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Thursday, September 13, 2007

ACES and the Army

There are two recent stories out of Alaska that I feel are worth mentioning:

First, the news broke today that Gov. Palin's son Track enlisted in the U.S. Army on September 11th. I have always believed that it is inappropriate for the children of political figures to be drug into political conversations, so I will simply salute the young Mr. Palin for his patriotism and leave it at that. I will not be discussing this story further unless it somehow becomes a major political issue at some point in the future.

Secondly, and more importantly for the purposes of this blog, Gov. Palin has called another special session of the Alaska Legislature to debate how oil production should be taxed. The current system, known as the Petroleum Production Tax (PPT), was voted in last year and called for oil companies to be taxed on their net profits. However, the legitimacy of that system was called into question when it was revealed that several state legislators had taken bribes from the Veco oil pipeline company in exchange for their votes in favor of the PPT.

Gov. Palin has proposed an alternative plan which she has labeled "Alaska's Clear and Equitable Share (ACES)". ACES is a hybrid system which taxes oil companies partially based on gross profits and partially based on net profits. Gov. Palin had originally supported a gross profits tax, but concluded that such a tax would not be a good deal for the oil industry. Hence, she has put forth the ACES plan in an effort to ensure that "the golden goose is fed and not killed". In the legislature, the plan has drawn the ire of both Democrats, who wanted a system based on gross profits only, and some Republicans, who want to stick with the PPT system of taxing only net profits.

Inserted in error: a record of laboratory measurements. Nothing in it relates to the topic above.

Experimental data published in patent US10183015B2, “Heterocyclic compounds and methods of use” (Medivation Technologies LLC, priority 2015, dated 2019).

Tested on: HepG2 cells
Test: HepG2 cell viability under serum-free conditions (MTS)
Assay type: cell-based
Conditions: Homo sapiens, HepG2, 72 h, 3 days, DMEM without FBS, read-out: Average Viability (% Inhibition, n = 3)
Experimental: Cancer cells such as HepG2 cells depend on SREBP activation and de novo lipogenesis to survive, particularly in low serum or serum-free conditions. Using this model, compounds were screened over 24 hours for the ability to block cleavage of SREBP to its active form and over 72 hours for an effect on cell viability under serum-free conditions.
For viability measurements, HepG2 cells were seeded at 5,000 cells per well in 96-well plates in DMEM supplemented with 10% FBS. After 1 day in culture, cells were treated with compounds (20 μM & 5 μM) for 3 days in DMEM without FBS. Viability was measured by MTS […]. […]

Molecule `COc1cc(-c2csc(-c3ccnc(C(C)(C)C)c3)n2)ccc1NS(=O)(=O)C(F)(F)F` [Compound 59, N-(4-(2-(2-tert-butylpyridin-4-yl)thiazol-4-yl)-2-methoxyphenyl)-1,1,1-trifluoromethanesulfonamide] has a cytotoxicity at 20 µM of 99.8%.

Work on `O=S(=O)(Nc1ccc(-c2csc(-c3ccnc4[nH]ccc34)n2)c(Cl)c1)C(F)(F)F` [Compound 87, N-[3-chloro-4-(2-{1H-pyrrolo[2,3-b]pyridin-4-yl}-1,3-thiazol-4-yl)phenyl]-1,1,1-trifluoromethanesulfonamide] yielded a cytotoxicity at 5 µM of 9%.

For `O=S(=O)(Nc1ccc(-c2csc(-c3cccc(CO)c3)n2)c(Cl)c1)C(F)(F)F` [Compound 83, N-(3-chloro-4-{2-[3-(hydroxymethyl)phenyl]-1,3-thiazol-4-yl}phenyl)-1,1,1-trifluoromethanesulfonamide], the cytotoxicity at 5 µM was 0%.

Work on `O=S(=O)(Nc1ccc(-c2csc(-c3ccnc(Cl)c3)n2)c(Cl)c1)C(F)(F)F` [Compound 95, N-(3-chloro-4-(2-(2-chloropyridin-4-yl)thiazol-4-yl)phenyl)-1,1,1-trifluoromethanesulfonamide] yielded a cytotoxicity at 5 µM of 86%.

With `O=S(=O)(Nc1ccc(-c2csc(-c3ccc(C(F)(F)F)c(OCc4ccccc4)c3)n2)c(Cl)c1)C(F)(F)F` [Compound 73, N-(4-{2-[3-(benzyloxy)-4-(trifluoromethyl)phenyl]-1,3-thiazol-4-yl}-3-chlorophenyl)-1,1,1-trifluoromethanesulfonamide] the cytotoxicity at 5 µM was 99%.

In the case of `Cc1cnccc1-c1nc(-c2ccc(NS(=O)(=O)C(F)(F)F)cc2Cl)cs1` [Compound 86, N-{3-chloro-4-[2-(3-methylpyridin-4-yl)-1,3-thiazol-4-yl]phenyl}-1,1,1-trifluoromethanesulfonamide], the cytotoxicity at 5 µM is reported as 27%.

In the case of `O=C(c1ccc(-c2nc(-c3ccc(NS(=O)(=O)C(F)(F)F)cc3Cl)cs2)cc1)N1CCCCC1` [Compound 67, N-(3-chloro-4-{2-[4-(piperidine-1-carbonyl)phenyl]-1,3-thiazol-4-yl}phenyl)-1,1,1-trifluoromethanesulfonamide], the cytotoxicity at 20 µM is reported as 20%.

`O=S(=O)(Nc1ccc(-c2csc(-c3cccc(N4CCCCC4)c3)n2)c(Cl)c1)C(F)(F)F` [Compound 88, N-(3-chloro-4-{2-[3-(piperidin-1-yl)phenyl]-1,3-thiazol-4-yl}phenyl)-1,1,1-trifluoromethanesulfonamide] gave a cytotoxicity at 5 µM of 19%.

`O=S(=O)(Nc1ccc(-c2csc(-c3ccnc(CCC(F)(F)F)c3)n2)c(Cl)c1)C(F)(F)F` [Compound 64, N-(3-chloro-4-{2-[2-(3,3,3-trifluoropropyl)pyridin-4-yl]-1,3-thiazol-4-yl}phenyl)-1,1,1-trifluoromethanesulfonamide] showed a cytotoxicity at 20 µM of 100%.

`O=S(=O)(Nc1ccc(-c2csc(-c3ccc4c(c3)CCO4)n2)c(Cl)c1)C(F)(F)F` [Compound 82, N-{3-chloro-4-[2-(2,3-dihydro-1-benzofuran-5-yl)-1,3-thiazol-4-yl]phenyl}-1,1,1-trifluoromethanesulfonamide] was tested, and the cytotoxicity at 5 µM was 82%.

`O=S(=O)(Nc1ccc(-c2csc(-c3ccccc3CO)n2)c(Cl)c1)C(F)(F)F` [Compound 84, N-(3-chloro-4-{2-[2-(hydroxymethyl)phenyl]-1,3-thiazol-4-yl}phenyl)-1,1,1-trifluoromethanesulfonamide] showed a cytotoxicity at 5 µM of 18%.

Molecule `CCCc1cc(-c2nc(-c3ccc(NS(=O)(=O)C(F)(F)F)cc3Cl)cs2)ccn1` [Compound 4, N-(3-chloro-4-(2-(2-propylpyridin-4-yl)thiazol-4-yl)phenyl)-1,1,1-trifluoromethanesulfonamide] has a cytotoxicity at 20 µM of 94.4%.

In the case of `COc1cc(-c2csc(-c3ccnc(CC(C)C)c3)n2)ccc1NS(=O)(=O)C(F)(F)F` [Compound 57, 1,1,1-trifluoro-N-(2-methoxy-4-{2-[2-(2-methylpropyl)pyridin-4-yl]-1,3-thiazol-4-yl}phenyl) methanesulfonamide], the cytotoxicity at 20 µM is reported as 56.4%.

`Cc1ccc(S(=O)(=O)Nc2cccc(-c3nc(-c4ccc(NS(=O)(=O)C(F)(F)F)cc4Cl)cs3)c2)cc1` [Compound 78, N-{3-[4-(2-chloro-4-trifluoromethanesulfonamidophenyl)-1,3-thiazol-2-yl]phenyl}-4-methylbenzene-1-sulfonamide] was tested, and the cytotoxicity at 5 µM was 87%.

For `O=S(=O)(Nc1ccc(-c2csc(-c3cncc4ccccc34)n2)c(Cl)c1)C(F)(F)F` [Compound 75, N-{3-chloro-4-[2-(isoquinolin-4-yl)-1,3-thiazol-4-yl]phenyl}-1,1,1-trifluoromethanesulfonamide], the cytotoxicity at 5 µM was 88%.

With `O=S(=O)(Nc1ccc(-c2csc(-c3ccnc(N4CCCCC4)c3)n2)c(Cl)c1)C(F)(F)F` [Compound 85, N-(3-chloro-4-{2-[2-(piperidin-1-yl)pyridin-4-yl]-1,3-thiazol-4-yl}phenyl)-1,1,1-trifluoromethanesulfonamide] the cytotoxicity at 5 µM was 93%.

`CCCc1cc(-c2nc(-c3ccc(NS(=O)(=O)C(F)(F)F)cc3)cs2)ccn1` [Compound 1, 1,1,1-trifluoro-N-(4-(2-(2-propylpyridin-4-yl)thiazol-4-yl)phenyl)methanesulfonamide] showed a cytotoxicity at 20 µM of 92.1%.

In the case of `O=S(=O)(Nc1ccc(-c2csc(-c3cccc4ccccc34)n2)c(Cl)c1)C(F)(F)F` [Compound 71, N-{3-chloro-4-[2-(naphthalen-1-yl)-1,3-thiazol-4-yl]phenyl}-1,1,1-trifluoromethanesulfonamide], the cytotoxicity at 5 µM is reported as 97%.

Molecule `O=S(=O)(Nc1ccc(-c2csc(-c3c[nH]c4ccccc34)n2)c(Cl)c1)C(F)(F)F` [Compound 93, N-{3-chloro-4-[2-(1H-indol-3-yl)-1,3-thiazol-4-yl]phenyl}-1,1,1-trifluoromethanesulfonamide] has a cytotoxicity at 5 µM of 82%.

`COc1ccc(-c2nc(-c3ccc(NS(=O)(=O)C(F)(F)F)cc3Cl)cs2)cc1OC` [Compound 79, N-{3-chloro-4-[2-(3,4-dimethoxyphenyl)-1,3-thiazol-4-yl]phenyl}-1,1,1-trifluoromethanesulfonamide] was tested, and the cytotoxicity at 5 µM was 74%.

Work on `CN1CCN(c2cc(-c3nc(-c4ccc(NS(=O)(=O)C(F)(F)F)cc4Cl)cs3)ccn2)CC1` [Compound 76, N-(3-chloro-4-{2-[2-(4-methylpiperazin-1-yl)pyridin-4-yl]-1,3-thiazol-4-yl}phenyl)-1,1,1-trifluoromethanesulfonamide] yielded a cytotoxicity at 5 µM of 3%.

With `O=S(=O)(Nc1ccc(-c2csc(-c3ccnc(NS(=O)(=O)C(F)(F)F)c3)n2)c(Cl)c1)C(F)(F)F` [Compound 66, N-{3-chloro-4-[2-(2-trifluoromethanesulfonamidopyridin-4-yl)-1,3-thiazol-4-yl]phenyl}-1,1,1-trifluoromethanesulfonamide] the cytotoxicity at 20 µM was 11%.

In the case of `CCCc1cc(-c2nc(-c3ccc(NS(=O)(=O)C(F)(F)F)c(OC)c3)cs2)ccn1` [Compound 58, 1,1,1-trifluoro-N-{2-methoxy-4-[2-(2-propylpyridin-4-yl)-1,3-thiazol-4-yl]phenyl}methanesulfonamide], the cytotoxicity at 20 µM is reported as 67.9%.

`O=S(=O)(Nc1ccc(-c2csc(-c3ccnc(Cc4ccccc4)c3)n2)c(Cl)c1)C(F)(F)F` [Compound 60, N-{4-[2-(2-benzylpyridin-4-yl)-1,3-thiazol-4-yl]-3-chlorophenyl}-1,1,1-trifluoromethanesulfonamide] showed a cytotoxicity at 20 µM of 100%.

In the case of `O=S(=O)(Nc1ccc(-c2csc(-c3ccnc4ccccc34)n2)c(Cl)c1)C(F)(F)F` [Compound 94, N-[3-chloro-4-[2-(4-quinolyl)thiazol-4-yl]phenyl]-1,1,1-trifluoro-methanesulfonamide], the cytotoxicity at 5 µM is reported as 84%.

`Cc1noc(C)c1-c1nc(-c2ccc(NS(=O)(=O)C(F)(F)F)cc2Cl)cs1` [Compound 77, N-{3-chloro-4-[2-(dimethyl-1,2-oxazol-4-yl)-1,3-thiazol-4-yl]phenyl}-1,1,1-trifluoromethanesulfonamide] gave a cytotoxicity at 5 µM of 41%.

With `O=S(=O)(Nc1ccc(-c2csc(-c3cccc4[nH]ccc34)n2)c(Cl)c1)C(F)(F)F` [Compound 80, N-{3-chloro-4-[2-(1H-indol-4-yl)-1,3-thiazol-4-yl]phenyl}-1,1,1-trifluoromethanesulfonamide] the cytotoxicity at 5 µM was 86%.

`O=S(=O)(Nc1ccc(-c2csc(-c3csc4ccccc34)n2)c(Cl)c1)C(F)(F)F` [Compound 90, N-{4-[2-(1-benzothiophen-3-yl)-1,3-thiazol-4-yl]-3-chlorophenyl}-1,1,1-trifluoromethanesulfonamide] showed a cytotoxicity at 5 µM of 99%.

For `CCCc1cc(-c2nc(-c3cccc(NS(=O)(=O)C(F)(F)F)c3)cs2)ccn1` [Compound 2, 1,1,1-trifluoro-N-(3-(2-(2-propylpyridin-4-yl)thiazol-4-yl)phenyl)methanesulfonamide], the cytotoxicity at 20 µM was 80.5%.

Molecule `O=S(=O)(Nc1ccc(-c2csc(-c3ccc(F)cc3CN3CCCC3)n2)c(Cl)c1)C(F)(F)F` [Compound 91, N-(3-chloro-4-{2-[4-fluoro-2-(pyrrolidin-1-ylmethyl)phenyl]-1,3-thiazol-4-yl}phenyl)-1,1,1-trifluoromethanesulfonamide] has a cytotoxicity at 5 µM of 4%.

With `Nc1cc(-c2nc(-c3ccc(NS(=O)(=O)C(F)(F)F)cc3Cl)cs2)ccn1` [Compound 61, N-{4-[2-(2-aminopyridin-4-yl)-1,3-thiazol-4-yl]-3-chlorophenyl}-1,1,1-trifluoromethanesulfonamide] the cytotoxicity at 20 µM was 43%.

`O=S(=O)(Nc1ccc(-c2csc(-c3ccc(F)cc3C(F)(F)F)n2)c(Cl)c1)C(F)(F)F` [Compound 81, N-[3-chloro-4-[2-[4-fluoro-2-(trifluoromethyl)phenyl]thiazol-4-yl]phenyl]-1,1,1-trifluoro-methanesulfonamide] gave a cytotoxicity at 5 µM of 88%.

Here's my take: The PPT system was bought and paid for, that is beyond dispute at this point. If the vote on any proposal is tainted by corruption, then that legislation should be reconsidered. Hence, I support the calling of the special session. As for ACES, it seems to be a solid plan to me. It eliminates the pitfalls presented by the tainted PPT, while also trying to avoid the economic ramifications of the harsher gross profits-based plans advocated by the Democrats. The legislature will have more than enough time to hash out details, and I expect the finished plan to put in place a tax that is low enough to stimulate the economy, but also fair to the people of Alaska (who do happen to own all of that oil).

While I am no economist, I think that ACES is good proposal for the legislature to start with. It is not a liberal plan, but nor is it a tainted one. The fact that Gov. Palin chose such a proposal also shows that she is willing to objectively evaluate her own positions, as she says that she was "dragged kicking and screaming, with a little bit of gnashing of teeth, even, away from the pure simple gross system." This shows me that, while Palin is a strong, decisive leader, she is also willing to listen to good advisers. I will continue watch this story with keen interest.

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